Recently, I was watching a national news broadcast and one of the stories covered was about a person who was able to knockout nearly $80,000 of debt in just seven months. I was hooked! That’s amazing! That’s inspiring! How does someone clear out that much debt in so little time?
The story went on to interview the person to detail how this can be accomplished. It turns out that with focus and a budget you can wipe out almost $80,000 worth of debt in just seven months.
And while I was impressed with the accomplishment, I realized it’s just not practical for the average household in the country to replicate. Why? One word – math. In order to wipe out $80k in seven months you need to pay down that debt to the tune of $11,428.57each month! That’s $11,428.57 extra – sitting around after you pay your taxes, rent/mortgage, utilities, food and transportation.
The US Census Bureau reported that the median American household income in 2017 was slightly more than $60,300. After reducing for taxes and FICA (I’m using a total of 15% for average federal, state, and FICA withholding. It could be more or less but you get the idea), I estimate the median American household is left with about $51,000 annually or $4,270 monthly to paid their monthly necessities.
Clearly that’s not enough to pay off tens of thousands of dollars of debt in under a year.
Don’t get me wrong, this story can be inspiring for those wanting to get control of their finances and seek financial independence. The ability to wipe out such a large amount of debt in so little time was quite an accomplishment for this person. For anyone to be able to size up their financial situation, recognize the direction has to change and actually execute it, is incredibly remarkable.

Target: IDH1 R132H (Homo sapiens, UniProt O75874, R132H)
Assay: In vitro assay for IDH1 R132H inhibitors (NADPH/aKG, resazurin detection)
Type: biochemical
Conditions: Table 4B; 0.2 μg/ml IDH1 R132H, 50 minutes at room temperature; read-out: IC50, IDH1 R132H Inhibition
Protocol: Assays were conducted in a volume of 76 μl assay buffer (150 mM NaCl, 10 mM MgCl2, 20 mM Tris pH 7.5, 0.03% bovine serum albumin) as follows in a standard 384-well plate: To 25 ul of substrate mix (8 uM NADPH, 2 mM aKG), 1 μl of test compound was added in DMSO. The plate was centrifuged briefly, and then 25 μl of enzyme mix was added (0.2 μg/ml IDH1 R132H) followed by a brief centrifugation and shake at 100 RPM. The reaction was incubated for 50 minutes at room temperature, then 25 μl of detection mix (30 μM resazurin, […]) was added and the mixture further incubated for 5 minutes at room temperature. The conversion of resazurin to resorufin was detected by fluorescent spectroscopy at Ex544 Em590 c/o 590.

But where does the average person come up with another $11,400 after taxes each month to get control of their finances? I don’t know. For all practical purposes you don’t. The average American just doesn’t have that kind of money laying around.
What can we take from the story?
Rather than just disregard the whole story, there are some lessons to learn from this person’s experience.
First, you need to recognize that your situation may not be where you want or where it needs to go in order to gain more financial security. Most folks ignore the issue figuring that it will all work out eventually. Maybe it will, but that’s not how I approached our debt issues. We realized that we were giving money away each month to the credit card companies or student loan processors and wanted to keep it instead. Clearly the person in the news report had enough as well.
Second, take that frustration and channel that energy into developing a plan that will turn you in the right direction. Make a commitment not to take on additional debt. Don’t add to your problems. As you’re paying off the existing debt, it doesn’t really matter how you pay down the debt. Pay off the little balances first and then move your way up to the larger ones or focus on the highest interest rate and work your way down. In the long run, it really doesn’t matter as long as it works for you.
Third, work at it. Change is hard but that’s ok, the results are fantastic. The results are tangible. If you’re throwing an extra $500 or $1,000 at your debts each month, think how great it will feel when you complete your goal and now have that $500 or $1,000 extra to invest toward your financial independence!
If you have one, include your financial partner and get on the same page. You’ll both have insights and differing views of where you stand financially. Additionally, working together it makes the tasks easier knowing that you’re sharing the load. Don’t forget to recognize your accomplishments along the way. I’m a huge fan of celebrating small victories to keep the momentum going. I’m not talking about taking a $3k vacation after paying off a $750 credit card either! Make it small and reasonable but take the time to acknowledge that you’re on the right track and are progressing towards your financial goals.
Keep at it and you’ll be pleased with your accomplishments over time. You may not have an extra $11k each month, but when you start with an extra $100 and increase to $200 or $300 over time, it will move the needle. Don’t compare yourself to others and feel you can’t keep up. That can be self-defeating and discouraging. Striving for financial independence is not something that’s accomplished in a couple months. It takes years with focus and commitment. And with those years of focus and commitment, you will see the results.
Have you said goodbye to debt? What technics did you use to get it under control? Share your thoughts in the comment section below.
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